During the reign of King Chulalongkorn, the Audit Department Act R.E. 109 was enacted, which contained 16 sections, along with the Penal Code R.E. 127. Part 2 Title 2 Chapter 2 of the Act concerned the abuse of power and misconduct in public office, and Sections 129-146 categorized penalties imposed on corruption offenses.

Anti corruption in Era of the State Inspectorate Department (A.D. 1945 - A.D. 1973)

A.D. 1945 - 1946

Promulgated on 26 September 1945, the Procedure for Misconduct or Incapacity of Government and Municipal Employees Act B.E. 2488 constituted the first legal provision which carried a structure and a special system of procedures particularly designed for public officials.

A.D. 1947 - 1948

The Royal Decree on the Procedure for Imposing Penalties for Misconduct or Incapacity of Government and Municipal Employees Act B.E. 1947 was promulgated but later repealed because the government believed that after enforcing special measures to prevent and combat corruption for a certain period, corruption would gradually decline to the point where special measures would be no longer necessary.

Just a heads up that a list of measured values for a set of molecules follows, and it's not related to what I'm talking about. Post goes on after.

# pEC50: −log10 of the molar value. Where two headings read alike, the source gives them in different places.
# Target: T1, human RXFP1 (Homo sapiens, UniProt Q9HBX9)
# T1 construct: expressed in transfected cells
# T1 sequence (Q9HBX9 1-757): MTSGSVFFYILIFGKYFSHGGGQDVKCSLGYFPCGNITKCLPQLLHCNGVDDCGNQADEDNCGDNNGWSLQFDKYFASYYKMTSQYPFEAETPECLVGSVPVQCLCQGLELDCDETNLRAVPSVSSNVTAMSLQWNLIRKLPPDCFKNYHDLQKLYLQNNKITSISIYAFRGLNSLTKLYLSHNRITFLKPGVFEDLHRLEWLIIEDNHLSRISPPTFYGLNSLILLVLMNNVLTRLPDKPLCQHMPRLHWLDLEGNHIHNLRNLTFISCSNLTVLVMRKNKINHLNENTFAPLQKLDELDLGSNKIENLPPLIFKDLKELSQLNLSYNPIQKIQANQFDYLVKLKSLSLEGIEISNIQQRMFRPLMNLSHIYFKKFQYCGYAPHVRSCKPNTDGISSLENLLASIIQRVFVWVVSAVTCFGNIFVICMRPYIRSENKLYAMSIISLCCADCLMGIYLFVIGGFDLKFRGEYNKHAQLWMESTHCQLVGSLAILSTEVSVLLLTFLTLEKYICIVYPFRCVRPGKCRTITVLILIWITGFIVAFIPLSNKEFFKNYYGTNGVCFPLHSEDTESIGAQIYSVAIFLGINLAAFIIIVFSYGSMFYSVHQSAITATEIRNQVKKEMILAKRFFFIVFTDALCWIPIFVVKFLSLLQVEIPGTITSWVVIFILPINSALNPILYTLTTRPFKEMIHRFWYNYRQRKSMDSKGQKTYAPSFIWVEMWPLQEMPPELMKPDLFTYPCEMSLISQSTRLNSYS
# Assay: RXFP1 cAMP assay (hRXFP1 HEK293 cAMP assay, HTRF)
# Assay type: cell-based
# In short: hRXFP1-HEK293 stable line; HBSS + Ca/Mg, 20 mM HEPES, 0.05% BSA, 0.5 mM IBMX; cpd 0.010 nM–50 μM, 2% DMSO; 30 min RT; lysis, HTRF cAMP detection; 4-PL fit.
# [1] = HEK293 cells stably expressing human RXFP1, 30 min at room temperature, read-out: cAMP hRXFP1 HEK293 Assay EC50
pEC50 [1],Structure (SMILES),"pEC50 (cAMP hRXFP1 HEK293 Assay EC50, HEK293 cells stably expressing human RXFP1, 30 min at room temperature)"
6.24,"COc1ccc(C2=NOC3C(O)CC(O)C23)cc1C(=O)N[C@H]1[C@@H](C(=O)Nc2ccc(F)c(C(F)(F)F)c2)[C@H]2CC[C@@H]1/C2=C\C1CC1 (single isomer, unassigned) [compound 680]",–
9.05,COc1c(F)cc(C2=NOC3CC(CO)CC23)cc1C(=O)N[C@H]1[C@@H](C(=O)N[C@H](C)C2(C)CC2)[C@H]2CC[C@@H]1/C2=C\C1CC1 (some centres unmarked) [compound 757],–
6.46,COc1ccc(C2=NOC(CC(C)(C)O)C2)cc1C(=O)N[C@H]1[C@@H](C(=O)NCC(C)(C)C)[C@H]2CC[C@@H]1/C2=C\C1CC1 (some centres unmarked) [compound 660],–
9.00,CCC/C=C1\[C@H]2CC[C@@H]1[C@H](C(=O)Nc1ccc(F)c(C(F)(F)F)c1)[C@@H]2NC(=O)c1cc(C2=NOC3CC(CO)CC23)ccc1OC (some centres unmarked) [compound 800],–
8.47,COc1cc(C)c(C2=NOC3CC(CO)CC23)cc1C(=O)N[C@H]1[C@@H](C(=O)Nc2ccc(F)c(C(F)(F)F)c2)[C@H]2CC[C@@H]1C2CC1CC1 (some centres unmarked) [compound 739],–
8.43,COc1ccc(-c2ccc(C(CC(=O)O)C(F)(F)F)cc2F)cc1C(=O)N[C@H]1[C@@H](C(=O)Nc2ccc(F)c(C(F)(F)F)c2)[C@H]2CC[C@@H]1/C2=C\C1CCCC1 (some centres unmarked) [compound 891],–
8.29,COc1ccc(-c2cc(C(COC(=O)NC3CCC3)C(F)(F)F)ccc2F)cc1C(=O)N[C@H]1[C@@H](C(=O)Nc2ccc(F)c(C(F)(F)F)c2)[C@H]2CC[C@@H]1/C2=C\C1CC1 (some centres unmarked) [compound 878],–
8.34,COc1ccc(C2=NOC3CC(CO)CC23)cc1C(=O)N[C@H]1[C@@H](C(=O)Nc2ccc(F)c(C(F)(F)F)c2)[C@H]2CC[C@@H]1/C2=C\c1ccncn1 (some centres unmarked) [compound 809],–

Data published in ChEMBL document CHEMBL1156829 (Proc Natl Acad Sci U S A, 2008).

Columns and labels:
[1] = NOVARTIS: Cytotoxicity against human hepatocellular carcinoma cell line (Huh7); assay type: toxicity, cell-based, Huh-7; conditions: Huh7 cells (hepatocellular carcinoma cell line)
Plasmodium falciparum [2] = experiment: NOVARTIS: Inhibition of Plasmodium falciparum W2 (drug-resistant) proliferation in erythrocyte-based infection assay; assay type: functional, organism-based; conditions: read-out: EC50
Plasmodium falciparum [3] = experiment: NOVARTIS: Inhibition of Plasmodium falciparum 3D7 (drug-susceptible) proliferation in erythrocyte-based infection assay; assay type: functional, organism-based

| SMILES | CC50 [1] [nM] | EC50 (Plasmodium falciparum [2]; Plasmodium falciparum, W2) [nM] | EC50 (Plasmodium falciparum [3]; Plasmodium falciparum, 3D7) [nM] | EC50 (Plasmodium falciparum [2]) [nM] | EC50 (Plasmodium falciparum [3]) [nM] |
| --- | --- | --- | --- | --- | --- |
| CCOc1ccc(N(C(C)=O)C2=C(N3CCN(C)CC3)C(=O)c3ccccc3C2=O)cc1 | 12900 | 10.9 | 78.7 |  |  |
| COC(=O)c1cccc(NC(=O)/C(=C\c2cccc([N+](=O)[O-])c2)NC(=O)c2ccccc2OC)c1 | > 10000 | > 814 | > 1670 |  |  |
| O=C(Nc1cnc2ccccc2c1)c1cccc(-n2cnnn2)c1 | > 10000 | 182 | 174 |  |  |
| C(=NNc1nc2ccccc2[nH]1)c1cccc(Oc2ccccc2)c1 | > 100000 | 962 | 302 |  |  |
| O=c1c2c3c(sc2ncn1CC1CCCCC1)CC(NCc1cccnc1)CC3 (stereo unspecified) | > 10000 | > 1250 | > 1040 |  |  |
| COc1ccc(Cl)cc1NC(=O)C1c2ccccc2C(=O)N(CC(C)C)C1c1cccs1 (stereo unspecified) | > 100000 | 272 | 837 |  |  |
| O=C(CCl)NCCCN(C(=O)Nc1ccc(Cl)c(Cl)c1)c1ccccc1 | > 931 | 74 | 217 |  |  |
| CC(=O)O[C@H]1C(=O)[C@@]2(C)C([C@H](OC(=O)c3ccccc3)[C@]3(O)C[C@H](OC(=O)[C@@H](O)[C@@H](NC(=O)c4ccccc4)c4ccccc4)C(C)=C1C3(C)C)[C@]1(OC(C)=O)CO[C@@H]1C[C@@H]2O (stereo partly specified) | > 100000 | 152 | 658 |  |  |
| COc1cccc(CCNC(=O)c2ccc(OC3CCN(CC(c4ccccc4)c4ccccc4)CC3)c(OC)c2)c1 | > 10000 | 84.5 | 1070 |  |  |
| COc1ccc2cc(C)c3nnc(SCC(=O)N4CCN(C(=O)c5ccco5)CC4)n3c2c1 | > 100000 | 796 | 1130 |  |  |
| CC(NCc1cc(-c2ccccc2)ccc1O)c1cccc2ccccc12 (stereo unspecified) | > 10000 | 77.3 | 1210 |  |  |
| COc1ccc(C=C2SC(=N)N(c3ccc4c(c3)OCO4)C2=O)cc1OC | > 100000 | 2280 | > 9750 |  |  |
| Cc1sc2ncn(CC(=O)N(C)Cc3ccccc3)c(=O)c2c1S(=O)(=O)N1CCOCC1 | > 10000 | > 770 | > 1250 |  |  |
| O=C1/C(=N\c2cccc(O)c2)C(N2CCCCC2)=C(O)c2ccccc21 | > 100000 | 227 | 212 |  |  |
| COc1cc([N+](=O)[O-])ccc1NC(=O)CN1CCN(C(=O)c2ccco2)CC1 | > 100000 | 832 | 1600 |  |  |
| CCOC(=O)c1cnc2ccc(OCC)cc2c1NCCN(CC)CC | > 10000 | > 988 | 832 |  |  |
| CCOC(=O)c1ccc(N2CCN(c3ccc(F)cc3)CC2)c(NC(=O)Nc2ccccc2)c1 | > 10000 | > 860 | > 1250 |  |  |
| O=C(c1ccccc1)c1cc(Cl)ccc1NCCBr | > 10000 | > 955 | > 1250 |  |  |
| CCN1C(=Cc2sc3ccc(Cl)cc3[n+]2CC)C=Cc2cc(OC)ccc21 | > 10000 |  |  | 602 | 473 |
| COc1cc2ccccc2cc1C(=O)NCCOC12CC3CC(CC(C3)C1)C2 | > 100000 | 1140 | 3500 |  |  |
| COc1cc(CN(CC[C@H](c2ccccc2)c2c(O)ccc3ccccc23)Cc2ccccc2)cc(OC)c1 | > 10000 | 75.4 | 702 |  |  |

A.D. 1949

The Grievances Act B.E. 2492 was promulgated during Field Marshal Por. Phibun Songkram’s administration in order to form a grievances committee, comprised of a chairman and six other members, which was empowered to consider complaints filed by people suffering from hardship or injuries caused by government or municipal employees who committed acts outside the call of duty, demonstrated a dereliction of duty or abuse of discretion; or delayed in taking appropriate actions. During the proceeding, the committee had the authority to summon concerned individuals to testify and present evidence.

A.D. 1951

The People’s Resolution Committee was established.

A.D. 1953

Established on 31 December 1953, the State Inspectorate Department, which was attached to the political Cabinet, was authorized to conduct inquiries and investigations and to be vigilant of government employees’ conduct, thereby ensuring strict adherence to the constitution, laws, guidelines, regulations, government policies, cabinet resolutions, and prime minister’s orders in order to accomplish government missions in a timely manner. The State Inspectorate Department was dismantled in 1960 during Field Marshal Sarit Thanarat’s administration.